Zoom Zero-Day

Zoom Zero-Day, GDPR Fines, Google Assistant Recordings

Play episode

This is your Shared Security Weekly Blaze for July 15th 2019 with your host, Tom Eston. In this week’s episode: Zoom video conferencing zero-day, massive fines being issued for violating GDPR, and who might be listening when you talk to your Google Assistant.

Looking to protect your laptop, smartphone, and key fobs this summer? Well this week I’m excited to announce that you could win one of two Silent Pocket vacation prize packages which includes a passport wallet, medium faraday sleeve, and 5 liter drybag! Check out our post on Twitter @sharedsec or on Instagram @sharedsecurity for contest rules and how to enter. And don’t forget, listeners of this podcast receive 15%  off at checkout using discount code “sharedsecurity”. Visit slientpocket.com to see the latest Silent Pocket products built to protect your digital privacy.

Hi everyone, welcome to the Shared Security Weekly Blaze where we update you on the top 3 cybersecurity and privacy topics from the week. These podcasts are published every Monday and are 15 minutes or less quickly giving you “news that you can use”.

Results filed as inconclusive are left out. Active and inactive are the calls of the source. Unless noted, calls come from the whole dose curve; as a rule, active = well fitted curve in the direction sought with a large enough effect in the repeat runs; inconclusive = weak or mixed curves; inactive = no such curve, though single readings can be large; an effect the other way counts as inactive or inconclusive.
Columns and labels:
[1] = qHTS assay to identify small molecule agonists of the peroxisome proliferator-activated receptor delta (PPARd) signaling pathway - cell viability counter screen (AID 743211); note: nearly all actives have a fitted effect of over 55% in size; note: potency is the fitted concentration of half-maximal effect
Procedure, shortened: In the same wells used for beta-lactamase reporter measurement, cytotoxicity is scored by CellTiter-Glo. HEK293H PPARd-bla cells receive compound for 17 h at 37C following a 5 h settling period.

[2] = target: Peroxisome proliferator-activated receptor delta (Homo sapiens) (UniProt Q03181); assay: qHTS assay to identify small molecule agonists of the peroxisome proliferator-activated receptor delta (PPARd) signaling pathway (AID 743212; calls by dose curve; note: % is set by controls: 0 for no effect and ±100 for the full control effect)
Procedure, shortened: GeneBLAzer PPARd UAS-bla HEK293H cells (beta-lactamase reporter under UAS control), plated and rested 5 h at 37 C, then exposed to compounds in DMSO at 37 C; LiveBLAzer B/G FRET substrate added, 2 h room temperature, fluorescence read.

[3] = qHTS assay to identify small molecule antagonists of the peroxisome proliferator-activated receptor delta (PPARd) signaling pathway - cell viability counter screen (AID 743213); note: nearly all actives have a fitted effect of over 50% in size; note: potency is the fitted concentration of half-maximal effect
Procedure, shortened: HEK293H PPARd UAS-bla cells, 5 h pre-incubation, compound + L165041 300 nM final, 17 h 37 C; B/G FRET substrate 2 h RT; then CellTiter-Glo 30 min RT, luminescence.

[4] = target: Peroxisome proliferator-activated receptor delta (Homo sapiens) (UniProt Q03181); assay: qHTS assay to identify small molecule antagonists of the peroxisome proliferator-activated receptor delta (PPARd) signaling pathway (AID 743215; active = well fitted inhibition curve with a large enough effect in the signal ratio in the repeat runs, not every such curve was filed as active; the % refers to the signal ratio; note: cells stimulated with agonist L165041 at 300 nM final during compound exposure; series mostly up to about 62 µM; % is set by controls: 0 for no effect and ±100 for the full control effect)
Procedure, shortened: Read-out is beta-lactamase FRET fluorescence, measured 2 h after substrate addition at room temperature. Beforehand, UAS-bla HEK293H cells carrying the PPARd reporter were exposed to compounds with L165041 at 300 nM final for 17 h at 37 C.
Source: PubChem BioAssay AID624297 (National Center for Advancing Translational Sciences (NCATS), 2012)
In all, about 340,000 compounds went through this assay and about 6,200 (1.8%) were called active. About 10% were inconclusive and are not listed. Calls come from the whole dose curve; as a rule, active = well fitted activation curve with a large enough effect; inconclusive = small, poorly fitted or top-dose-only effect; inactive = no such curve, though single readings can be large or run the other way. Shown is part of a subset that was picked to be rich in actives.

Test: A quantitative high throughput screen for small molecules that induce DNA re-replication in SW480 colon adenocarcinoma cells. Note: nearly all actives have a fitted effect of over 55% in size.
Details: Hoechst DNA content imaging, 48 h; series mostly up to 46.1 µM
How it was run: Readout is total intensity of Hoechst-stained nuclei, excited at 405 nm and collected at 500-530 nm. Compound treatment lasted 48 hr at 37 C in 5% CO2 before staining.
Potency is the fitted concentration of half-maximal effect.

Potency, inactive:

Do you or your organization use Zoom for video conferencing? If so, and you happen to be using it on a Mac, you’ll want to pay close attention to this story. The problem? Well a security researcher last Monday disclosed that a vulnerable web server is automatically installed on Apple Mac computers during the installation of the Zoom client. What this means is that any website could be used to forcibly join a user to a Zoom call, with their video camera activated, and without the user’s permission. On top of that the researcher also discovered that the vulnerability would allow any webpage to conduct a Denial of Service attack on a victim’s Mac by constantly joining a user to an invalid call. And if that wasn’t enough when you uninstall the Zoom client, the web server continues to be installed and active. The researcher disclosed the vulnerability to Zoom back in March but after many meetings (and fixes that didn’t work) the researcher decided to disclose the vulnerability to the public. The next day Zoom issued a patch to remove the web server and to allow users to uninstall the Zoom client which will now fully remove the web server. Zoom’s CEO posted a blog post apologizing to customers and noting that they will be improving their bug bounty program as well as issuing another update that took place over the weekend of July 13th to further lock-down the “video on” by default setting. Also, Apple made a surprising move on Wednesday by issuing a silent update to all Macs automatically uninstalling the Zoom web server. Many people don’t realize that Apple has the power to issue patches and updates to Macs connected to the Internet at any time and while this seems creepy, it’s actually a good thing when Apple can take immediate and swift action to patch a critical vulnerability without user interaction. Check out our social media feeds for the latest updates on this developing story.